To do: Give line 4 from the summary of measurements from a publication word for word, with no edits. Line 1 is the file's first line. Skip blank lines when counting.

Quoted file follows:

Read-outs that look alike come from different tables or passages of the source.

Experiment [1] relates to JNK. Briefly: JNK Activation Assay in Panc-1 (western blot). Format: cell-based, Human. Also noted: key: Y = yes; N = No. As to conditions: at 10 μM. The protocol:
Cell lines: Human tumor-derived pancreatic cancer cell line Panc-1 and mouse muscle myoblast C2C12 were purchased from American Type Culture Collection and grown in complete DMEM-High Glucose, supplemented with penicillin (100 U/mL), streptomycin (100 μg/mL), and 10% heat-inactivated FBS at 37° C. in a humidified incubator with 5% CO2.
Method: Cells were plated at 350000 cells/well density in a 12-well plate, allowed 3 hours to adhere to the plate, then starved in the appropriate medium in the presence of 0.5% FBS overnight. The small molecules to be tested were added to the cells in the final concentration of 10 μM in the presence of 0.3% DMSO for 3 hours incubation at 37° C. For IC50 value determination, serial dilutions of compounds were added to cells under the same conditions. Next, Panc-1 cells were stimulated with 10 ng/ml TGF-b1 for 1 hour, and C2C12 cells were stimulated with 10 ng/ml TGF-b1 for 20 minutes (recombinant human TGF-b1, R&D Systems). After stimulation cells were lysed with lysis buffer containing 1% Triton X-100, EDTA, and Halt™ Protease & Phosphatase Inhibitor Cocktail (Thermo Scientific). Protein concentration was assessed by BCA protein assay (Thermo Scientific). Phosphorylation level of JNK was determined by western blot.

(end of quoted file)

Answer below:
Method: Cells were plated at 350000 cells/well density in a 12-well plate, allowed 3 hours to adhere to the plate, then starved in the appropriate medium in the presence of 0.5% FBS overnight. The small molecules to be tested were added to the cells in the final concentration of 10 μM in the presence of 0.3% DMSO for 3 hours incubation at 37° C. For IC50 value determination, serial dilutions of compounds were added to cells under the same conditions. Next, Panc-1 cells were stimulated with 10 ng/ml TGF-b1 for 1 hour, and C2C12 cells were stimulated with 10 ng/ml TGF-b1 for 20 minutes (recombinant human TGF-b1, R&D Systems). After stimulation cells were lysed with lysis buffer containing 1% Triton X-100, EDTA, and Halt™ Protease & Phosphatase Inhibitor Cocktail (Thermo Scientific). Protein concentration was assessed by BCA protein assay (Thermo Scientific). Phosphorylation level of JNK was determined by western blot.